Other types of communities are more formally constructed. Think of a large blog, or any blog dedicated to a particular niche within our industry. Getting bigger, think of a network of other blogs, covering a wider range of topics (Fuel Brand Network). Other types of communities may be marketplaces, forums, social networks, portfolio sharing sites, and so on. Many freelancers or agencies may then take it to the next level, creating a network of various types of these communities, such as how Envato has done.
No matter what size you want your network or simply the community that surrounds you to be, you can gain a following by getting more involved in the community, and therefore creating a sense of community yourself.
How to Gain a Following
Starting a blog, web app, website or otherwise that is meant to promote a community is relatively easy compared to actually getting people involved and active. A community in and of itself is not the social network it runs on, or the forum software behind it, or the blog or blog posts that promote it. A community is people together, and a network is comprised of many successful communities.
So how does one build a community around their business or themselves? Anyone that has any sort of successful community around them knows the real answer is to be a real person. There's really no smoke and mirrors, or secret success tips behind it — it's merely getting involved, being helpful, and growing with others. It's value.
Below are a few additional tips:
Using Social Media Effectively
The first step to creating a solid community is to first get involved with social media, and then also uses it effectively to gain a following. A following is not just a number though — a good following consists of a community that provides value overall. Use social media in a way to share useful tips, links, resources, and to ask for help when needed. Actively engage in the community around your social media presence, and the numbers will follow.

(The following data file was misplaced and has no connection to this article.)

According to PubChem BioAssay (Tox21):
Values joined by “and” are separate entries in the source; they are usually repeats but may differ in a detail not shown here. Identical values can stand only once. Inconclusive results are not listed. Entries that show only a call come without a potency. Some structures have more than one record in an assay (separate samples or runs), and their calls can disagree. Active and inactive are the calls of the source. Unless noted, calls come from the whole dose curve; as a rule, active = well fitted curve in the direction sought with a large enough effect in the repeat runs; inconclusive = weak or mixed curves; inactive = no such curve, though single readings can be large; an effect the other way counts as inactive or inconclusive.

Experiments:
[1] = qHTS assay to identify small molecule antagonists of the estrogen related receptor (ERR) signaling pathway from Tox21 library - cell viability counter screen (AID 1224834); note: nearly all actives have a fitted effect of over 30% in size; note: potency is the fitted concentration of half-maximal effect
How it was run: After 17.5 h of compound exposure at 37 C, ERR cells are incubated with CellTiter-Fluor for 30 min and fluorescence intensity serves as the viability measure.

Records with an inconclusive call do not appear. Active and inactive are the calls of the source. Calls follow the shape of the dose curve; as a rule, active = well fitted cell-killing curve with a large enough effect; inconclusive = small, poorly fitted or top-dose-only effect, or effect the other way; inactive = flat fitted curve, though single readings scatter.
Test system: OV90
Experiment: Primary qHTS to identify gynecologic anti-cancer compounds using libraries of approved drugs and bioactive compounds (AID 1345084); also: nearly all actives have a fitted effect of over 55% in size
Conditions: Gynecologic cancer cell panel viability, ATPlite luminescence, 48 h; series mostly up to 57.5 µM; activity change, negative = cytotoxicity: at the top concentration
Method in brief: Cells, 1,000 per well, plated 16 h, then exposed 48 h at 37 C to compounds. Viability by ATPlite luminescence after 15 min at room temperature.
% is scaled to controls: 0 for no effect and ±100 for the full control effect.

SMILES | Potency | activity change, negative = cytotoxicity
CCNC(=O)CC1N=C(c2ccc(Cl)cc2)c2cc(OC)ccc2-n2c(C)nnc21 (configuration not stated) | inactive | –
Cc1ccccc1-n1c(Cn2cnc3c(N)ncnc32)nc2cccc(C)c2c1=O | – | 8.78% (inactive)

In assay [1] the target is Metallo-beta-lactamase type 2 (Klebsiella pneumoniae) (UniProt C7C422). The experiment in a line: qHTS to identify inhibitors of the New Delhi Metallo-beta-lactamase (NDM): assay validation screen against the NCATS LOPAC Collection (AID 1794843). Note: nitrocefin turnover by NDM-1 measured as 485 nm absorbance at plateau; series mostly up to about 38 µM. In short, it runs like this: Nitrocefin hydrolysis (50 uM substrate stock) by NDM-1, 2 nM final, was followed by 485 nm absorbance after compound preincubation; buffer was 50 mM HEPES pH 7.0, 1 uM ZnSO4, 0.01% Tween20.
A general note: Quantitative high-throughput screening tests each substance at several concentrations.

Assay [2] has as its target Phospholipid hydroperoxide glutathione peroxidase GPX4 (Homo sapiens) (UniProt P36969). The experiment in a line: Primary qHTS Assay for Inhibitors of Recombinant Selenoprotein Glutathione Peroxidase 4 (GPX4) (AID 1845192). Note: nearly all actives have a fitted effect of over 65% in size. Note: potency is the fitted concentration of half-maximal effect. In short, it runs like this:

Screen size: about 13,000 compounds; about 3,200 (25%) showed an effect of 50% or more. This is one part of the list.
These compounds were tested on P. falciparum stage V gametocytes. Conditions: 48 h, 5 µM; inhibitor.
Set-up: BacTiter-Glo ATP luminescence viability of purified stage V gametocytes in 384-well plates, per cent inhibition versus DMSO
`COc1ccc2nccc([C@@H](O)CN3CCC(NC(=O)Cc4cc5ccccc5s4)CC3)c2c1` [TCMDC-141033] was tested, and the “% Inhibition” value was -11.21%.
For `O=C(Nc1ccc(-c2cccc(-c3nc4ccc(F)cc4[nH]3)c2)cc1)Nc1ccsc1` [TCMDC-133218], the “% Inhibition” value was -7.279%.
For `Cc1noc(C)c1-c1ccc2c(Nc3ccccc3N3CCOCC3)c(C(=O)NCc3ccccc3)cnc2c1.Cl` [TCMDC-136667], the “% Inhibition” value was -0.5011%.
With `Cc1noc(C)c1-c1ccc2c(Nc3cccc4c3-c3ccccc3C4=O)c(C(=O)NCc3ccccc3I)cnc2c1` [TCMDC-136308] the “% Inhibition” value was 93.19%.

Blogging (it doesn't have to be a full-time job)
Blogging is a very easy way to gain attention and create a community around you or your brand. While running a professional level blog can take up all your time, having a blog on the side doesn't need to. Professional bloggers may treat it like a job, but simply having a blog and updating it even once a week will make a world of difference. However, if your community grows to a larger size, you may want to consider blogging more often as it can be an excellent marketing tactic, and an excellent way to keep your community alive and thriving.
Get Involved in Other Communities
Creating a community around your brand shouldn't be seen as another piece of competition to the many communities already out there. Many individuals within this industry follow many people, and are a part of many communities as a whole. Use forums, blogs, and networking sites that already exist to help out your own. Comment, leave insight, and get involved.
Be a Real Person, and Be Personable
Don't be a robot, testing which types of posts, links, times, or frequencies get you the most clicks, sales, or whatever else. Focus on providing quality, share what you know, and what you're interested in. Be friendly and helpful, it will attract the crowd. While you may see a bigger boost initially with sleazy marketing tactics, true communities are based off of a real person that leads to or creates that community.
Don't Hoard Your Knowledge: Share Tips, Advice, and Help
Share what you know. People are always looking to learn more, and it's easiest to learn with others. Provide quick tips, and always answer emails. You never know when answering a seemingly helpful email will turn into a prospective client, or a very dedicated member. Those who learn from you will respect you and follow you; they will love being a part of your community, as they will see it provides true value in helping them learn something new.